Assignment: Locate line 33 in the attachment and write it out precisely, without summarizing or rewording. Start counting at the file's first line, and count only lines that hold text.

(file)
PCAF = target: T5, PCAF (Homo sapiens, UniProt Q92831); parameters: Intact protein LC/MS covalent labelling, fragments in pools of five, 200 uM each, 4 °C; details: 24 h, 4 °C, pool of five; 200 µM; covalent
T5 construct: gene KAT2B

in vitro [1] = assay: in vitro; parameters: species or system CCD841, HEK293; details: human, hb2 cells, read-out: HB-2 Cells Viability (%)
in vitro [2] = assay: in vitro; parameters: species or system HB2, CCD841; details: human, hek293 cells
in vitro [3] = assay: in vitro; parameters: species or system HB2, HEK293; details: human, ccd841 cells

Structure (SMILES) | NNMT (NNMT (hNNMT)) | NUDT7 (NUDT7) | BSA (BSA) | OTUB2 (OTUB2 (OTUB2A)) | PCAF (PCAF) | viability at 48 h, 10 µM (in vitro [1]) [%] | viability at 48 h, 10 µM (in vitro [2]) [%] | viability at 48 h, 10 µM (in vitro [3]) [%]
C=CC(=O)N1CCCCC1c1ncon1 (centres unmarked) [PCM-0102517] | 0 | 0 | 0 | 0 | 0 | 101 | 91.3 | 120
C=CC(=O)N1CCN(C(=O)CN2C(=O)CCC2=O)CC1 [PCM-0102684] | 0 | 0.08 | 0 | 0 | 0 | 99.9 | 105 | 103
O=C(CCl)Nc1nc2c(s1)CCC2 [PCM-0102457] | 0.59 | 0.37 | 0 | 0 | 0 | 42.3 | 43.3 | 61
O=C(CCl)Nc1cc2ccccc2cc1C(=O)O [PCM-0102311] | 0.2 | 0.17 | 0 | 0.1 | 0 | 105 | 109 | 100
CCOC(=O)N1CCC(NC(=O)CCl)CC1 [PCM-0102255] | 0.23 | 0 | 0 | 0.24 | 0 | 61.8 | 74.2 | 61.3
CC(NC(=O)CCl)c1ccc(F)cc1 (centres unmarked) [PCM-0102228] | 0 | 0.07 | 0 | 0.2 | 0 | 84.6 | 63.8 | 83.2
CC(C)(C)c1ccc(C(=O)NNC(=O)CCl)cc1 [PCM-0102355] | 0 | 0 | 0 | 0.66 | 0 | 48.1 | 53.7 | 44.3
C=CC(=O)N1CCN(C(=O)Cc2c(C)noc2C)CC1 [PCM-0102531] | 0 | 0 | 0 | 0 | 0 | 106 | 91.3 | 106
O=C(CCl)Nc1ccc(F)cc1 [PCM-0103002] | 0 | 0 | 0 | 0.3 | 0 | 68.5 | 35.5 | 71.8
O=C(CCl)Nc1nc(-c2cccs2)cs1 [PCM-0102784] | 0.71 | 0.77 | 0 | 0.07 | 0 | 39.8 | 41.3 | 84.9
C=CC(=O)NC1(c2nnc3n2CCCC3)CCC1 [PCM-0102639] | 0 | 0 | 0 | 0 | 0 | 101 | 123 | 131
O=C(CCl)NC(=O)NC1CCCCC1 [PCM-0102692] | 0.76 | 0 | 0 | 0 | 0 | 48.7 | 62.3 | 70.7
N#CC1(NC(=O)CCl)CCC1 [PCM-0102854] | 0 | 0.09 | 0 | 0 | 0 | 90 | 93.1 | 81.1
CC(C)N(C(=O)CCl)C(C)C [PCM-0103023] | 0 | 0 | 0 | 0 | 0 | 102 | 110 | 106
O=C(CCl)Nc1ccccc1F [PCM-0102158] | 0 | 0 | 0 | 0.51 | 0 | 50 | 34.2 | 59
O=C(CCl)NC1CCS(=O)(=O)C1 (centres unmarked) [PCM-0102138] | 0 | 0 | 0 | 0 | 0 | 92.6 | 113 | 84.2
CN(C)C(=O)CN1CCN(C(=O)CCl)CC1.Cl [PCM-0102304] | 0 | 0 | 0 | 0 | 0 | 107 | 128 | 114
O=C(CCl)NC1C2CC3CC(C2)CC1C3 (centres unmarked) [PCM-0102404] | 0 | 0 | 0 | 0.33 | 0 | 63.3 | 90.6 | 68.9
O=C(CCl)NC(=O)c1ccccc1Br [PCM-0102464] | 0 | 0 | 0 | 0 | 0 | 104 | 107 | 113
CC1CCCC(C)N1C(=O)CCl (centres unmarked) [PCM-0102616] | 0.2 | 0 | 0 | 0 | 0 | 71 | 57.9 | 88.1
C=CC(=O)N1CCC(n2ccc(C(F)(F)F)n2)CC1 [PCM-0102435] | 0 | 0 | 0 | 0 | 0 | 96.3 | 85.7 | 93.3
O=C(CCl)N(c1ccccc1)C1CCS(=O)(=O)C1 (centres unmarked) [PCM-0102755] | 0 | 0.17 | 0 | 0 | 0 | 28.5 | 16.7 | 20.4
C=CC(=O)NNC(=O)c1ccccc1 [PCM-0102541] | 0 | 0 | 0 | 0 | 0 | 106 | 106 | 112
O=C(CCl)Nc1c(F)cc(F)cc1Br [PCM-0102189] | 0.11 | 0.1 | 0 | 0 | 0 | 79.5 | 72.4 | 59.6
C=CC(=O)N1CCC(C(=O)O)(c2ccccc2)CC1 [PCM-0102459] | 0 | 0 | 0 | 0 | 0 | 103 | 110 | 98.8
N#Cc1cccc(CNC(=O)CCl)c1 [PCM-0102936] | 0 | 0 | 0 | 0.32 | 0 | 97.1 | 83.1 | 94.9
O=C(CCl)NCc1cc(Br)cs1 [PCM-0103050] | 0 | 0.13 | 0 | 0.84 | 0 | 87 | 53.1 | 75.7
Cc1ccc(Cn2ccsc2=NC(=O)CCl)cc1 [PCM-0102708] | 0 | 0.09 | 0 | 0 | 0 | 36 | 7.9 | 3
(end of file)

O=C(CCl)NCc1cc(Br)cs1 [PCM-0103050] | 0 | 0.13 | 0 | 0.84 | 0 | 87 | 53.1 | 75.7